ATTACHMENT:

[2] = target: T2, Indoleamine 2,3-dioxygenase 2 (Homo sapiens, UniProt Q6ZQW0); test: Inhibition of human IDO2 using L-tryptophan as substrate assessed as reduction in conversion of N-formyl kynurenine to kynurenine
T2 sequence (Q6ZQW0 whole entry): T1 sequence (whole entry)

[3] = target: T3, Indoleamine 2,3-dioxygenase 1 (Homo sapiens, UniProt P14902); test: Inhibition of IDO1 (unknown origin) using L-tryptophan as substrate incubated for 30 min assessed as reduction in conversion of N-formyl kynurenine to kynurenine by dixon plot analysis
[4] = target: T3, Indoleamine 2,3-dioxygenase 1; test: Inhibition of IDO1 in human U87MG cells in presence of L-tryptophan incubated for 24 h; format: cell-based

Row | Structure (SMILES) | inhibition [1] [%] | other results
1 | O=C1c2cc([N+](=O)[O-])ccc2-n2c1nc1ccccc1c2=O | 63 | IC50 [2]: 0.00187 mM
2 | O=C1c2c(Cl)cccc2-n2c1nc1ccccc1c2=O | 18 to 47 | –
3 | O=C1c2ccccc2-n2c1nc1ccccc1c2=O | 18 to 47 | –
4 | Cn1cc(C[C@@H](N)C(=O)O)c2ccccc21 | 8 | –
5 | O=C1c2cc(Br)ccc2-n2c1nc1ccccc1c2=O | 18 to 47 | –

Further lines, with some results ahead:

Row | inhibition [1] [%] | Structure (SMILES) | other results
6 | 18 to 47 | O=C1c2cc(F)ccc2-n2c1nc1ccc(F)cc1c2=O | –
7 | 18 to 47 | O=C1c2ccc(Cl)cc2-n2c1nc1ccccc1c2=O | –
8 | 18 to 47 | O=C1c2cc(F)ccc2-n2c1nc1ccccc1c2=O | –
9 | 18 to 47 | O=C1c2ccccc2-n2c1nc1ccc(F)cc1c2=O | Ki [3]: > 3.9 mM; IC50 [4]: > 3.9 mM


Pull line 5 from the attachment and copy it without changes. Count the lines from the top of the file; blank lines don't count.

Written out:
Row | Structure (SMILES) | inhibition [1] [%] | other results